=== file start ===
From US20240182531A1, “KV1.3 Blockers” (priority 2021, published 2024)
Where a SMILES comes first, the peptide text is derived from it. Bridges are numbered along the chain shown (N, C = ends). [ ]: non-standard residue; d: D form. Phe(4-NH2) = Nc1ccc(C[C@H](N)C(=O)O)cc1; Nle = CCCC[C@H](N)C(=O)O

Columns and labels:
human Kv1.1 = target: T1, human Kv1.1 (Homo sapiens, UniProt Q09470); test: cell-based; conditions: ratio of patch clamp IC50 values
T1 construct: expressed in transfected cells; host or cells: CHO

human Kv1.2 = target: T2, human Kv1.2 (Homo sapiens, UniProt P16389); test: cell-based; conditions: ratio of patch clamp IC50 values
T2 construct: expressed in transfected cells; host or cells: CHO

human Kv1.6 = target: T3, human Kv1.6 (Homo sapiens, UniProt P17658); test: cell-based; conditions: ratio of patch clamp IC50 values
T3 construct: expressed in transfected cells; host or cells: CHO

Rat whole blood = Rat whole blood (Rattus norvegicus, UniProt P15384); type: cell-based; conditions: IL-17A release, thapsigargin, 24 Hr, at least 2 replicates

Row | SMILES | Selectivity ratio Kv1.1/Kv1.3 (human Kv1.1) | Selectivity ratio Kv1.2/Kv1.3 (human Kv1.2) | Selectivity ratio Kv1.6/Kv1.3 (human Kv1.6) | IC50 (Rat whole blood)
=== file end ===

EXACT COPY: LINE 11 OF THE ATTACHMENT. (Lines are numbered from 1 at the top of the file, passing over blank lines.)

Row | SMILES | Selectivity ratio Kv1.1/Kv1.3 (human Kv1.1) | Selectivity ratio Kv1.2/Kv1.3 (human Kv1.2) | Selectivity ratio Kv1.6/Kv1.3 (human Kv1.6) | IC50 (Rat whole blood)